As teams collected samples of student work from their campuses, our district-level team set out to find a process that could support teachers in the next phase of their work as curriculum designers. Understanding by Design provides processes for analyzing student work. Through the careful examination of the variations of those processes, a resonating pattern emerged–the work we were about to embark on required us to set the conditions for our teacher curriculum designers’ learning while applying adaptive action.
In addition to under-estimating (and under-planning) the power of student work analysis in inform unit refinement, we also failed to plan for how we would continue to support the teachers’ transformation as instructional leaders once they were away from our community and back on their campuses. Many of them were stepping into unfamiliar territory, that of a teacher-leader. In one teacher’s own words she didn’t “know how to be their leader and their friend.” The tension revealed that the roles the teachers participating on the curriculum teams assumed on their campuses did not necessarily align to whom they had become through the curriculum experience. When with their curriculum design team, they were part of a professional learning community with a shared identity founded in vision and shared values. Many of them had experienced close to 20 days of curriculum design as a team over six months. Back on their campuses, they took the brunt of the criticism, the questions, the complaints, all with the highest degree of professionalism without any of the concrete tools teacher-leaders practice daily: peer coaching, modeling, and action research.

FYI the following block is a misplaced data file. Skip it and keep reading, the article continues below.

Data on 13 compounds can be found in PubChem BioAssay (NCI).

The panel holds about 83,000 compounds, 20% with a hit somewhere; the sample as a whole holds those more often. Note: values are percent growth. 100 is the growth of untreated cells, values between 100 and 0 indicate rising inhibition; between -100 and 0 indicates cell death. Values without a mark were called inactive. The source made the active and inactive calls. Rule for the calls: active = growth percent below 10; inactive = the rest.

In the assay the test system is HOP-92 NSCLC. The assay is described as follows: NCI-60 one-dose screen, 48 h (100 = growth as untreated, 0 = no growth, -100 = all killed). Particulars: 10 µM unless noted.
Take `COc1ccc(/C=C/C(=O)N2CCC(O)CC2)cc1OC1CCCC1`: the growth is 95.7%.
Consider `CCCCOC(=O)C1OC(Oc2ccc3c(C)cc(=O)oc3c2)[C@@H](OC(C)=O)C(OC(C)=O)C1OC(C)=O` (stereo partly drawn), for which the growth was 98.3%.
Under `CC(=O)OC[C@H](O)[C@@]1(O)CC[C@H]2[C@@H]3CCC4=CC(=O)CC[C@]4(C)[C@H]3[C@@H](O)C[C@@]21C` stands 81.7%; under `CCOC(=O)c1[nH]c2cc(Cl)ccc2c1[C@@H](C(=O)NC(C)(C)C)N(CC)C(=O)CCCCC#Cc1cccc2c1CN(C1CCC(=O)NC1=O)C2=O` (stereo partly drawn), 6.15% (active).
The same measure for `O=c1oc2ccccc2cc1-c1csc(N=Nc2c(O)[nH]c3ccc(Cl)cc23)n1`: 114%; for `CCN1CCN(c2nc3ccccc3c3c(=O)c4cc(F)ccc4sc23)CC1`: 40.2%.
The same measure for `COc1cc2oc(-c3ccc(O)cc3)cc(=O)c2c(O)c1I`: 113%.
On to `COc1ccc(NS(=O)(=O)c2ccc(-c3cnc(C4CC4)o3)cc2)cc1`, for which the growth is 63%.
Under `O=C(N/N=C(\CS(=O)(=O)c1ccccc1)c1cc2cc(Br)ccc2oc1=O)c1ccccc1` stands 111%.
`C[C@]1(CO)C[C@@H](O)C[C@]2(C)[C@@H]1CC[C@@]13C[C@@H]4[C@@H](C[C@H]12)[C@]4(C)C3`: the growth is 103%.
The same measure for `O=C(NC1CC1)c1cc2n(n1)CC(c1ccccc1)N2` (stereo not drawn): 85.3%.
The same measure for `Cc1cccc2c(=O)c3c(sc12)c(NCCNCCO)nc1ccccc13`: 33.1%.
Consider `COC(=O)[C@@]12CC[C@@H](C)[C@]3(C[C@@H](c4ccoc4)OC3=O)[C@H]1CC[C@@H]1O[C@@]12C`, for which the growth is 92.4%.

Looking back, I know I saw the familiar traces of adaptive action, but now I see how the transformational outcome from the shared experience analyzing student work relied upon establishing shared identity, focus, and practice.
(Adapted from Understanding by Design and Human Systems Dynamics)
Step 1: Teachers gather student samples for an agreed upon assessment or task and place at the center of the table. Each teacher begins by picking up a student sample and reading it silently. Teachers may “flag” student work that they want to be sure to return to with the whole group later, but they are not responding to any one specific sample. Teachers read as many student work samples as possible in 20 minutes. At the end of the 20 minutes, teachers individually respond to the questions in the “WHAT?” and “SO WHAT?” boxes in the matrix.
Step 2: Teams discuss the patterns they noticed, document their shared observations, insights, and questions. During this step, teams may return to specific examples to dig deeper into patterns and start to identify exemplars in the student work samples that could help communicate to teachers and students the goals of the task and how they align to the evidence.
Step 3: The team discusses its next steps for refining the performance task, the rubric, and potentially the sequencing of standards in the course so that all are aligned. Teachers also creates a list of “burning questions” that they have as learners that will guide their next level of research and inquiry either in relation to instructional practices or assessment design.
Step 4: Two teams meet to share the patterns, connections, and actions they noted and respond to one another with critical questions for reflection.
Closure: Ask each individual teacher to respond to the question, ‘based on the work they see, what would outsiders view is most important to us?” Invite teams and the whole group to share their responses noting tensions and contradictions in their responses to one another and to the goals of the curriculum and portrait of a graduate.
During this process, the room crackled and popped with a new kind of energy. For the first time during the curriculum design, it wasn’t just the teachers’ voices being heard–it was the collective and individual voices of the students through their original work.
We understood, finally, because we realized a moment when all arrows pointed the same direction that this was different; this was change. The process itself of using an adaptive action cycle as it aligned to setting the necessary conditions for learning resulted in a moment of actualization for the individual teachers, the teams, and my district team.